Monomelic amyotrophy

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Monomelic amyotrophy (MMA), also known as Hirayama disease, Sobue disease, juvenile non-progressive amyotrophy and juvenile asymmetric segmental spinal muscular atrophy (JASSMA) — is an untreatable, focal motor neuron disease that primarily affects young (15- to 25-year-old) males in India and Japan. MMA is marked by insidious onset of muscular atrophy, which stabilizes at a plateau after two to five years from which it neither improves nor worsens. There is no pain or sensory loss associated with MMA. Unlike other lower motor neuron diseases, MMA is not believed to be hereditary and fasciculations (involuntary muscle twitches) are rare.

EMG tests reveal loss of the nerve supply, or denervation, in the affected limb without conduction block (nerve blockage restricted to a small segment of the nerve). Increased sweating, coldness and cyanosis have been reported for a few patients, indicating involvement of the sympathetic nervous system.

While MMA will cause weakness and/or wasting in only one limb, EMG and NCV tests often show signs of reinnervation in the unaffected limbs.


There is no cure for MMA. Treatment consists of muscle strengthening exercises and training in hand coordination. It has been proposed that the changes in this disease are from compression of the spinal cord in flexion due to forward shifting of the posterior dural sac.[1] There have been treatments studies ranging from use of a cervical collar[2] to anterior cervical fusion and posterior decompression.[3]


The symptoms of MMA usually progress slowly for one to two years before reaching a plateau, and then remain stable for many years. Disability is generally slight. Rarely, the weakness progresses to the opposite limb. There is also a slowly progressive variant of MMA known as O'Sullivan-McLeod syndrome, which only affects the small muscles of the hand and forearm and has a slowly progressive course.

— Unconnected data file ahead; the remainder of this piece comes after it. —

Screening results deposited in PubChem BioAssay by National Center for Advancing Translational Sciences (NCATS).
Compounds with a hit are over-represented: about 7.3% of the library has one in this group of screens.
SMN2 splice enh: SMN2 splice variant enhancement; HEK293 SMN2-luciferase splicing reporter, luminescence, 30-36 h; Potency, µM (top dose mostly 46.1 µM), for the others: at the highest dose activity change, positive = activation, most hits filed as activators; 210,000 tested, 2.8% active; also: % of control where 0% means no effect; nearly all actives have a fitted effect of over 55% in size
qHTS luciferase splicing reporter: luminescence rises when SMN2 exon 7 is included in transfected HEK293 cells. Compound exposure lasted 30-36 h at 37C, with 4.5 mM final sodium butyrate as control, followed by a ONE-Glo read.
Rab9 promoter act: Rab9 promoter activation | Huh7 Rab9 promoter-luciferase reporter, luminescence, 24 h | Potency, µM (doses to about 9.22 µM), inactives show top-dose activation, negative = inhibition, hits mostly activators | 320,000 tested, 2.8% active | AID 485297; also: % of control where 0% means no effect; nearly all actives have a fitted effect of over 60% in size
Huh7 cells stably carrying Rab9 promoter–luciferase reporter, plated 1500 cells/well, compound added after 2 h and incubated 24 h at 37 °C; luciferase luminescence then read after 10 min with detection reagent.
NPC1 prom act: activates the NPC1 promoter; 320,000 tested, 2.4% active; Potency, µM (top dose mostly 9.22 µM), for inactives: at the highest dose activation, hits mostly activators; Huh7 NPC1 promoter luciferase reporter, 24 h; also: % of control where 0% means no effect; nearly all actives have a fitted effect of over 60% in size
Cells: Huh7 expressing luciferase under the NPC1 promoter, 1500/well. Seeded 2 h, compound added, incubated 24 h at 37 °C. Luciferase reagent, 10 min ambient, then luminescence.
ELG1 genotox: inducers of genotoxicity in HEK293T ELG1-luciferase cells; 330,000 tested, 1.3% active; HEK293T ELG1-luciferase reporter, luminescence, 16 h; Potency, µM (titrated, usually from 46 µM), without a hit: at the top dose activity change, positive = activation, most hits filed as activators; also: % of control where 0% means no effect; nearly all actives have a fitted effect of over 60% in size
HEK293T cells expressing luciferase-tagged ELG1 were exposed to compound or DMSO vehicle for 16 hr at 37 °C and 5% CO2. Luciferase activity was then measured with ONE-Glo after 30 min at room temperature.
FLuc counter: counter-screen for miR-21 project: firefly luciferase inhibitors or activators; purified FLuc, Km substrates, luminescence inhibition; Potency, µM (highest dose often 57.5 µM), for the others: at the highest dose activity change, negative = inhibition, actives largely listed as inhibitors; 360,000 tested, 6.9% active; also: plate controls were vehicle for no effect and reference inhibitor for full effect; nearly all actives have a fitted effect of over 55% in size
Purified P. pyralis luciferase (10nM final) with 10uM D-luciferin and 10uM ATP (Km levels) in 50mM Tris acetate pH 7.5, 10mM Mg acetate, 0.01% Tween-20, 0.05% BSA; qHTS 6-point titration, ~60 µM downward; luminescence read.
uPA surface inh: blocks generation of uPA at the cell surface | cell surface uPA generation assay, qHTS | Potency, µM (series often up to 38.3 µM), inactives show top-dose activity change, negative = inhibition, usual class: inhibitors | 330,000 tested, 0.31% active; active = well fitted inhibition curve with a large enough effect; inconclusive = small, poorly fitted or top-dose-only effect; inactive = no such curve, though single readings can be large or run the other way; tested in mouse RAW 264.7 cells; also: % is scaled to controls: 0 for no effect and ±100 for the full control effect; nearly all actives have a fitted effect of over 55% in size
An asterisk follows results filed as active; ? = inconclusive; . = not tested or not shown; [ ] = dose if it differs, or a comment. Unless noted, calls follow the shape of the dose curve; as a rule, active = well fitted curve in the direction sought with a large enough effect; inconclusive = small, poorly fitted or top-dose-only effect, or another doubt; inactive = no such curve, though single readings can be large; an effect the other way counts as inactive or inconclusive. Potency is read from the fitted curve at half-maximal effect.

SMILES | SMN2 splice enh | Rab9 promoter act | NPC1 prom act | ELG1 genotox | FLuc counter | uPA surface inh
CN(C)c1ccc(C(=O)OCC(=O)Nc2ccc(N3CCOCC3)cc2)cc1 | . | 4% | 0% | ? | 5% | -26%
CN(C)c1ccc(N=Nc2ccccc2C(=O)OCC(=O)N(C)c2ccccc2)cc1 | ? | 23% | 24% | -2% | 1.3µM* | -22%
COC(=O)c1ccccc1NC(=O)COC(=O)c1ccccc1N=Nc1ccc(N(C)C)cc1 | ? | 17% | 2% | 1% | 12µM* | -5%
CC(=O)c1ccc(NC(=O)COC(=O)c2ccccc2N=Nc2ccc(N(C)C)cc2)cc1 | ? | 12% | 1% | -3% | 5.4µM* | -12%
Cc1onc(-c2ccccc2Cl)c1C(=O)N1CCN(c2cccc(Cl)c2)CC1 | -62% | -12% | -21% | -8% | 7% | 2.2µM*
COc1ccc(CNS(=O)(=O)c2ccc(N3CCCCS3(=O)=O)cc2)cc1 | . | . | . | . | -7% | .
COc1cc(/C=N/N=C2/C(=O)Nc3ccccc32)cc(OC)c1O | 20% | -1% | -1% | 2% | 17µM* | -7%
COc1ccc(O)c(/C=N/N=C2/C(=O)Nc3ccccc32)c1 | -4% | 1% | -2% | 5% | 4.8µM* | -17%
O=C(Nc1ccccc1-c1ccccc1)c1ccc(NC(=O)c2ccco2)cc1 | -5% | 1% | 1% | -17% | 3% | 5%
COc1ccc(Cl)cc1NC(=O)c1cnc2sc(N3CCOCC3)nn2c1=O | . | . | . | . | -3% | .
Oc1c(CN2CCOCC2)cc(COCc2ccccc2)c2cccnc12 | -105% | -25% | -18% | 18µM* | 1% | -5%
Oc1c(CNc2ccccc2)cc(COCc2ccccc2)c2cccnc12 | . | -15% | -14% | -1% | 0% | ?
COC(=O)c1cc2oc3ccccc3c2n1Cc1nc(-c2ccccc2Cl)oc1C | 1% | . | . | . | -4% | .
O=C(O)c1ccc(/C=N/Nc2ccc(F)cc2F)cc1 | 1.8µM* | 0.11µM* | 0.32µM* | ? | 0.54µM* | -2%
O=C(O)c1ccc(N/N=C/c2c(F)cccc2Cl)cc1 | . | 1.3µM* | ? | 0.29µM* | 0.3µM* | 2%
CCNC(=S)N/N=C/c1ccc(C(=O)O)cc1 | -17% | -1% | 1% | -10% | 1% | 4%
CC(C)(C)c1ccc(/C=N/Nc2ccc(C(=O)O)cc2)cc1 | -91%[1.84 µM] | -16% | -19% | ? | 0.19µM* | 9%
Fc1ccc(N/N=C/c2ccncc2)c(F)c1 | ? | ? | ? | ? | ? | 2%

MMA mostly occurs in males between the ages of 15 and 25. Onset and progression are slow. MMA is seen most frequently in Asia, particularly in Japan and India; it is much less common in North America.


  1. ^ Lai V, Wong YC, Poon WL, Yuen MK, Fu YP, Wong OW (December 2011). "Forward shifting of posterior dural sac during flexion cervical magnetic resonance imaging in Hirayama disease: an initial study on normal subjects compared to patients with Hirayama disease". Eur J Radiol (primary source). 80 (3): 724–8. doi:10.1016/j.ejrad.2010.07.021. PMID 20727701. 
  2. ^ Hassan KM, Sahni H (2013). "Nosology of juvenile muscular atrophy of distal upper extremity: from monomelic amyotrophy to Hirayama disease--Indian perspective". Biomed Res Int. 2013: 478516. doi:10.1155/2013/478516. PMC 3770029Freely accessible. PMID 24063005. 
  3. ^ Lin MS, Kung WM, Chiu WT, Lyu RK, Chen CJ, Chen TY (June 2010). "Hirayama disease". J Neurosurg Spine. 12 (6): 629–34. doi:10.3171/2009.12.SPINE09431. PMID 20515348. 

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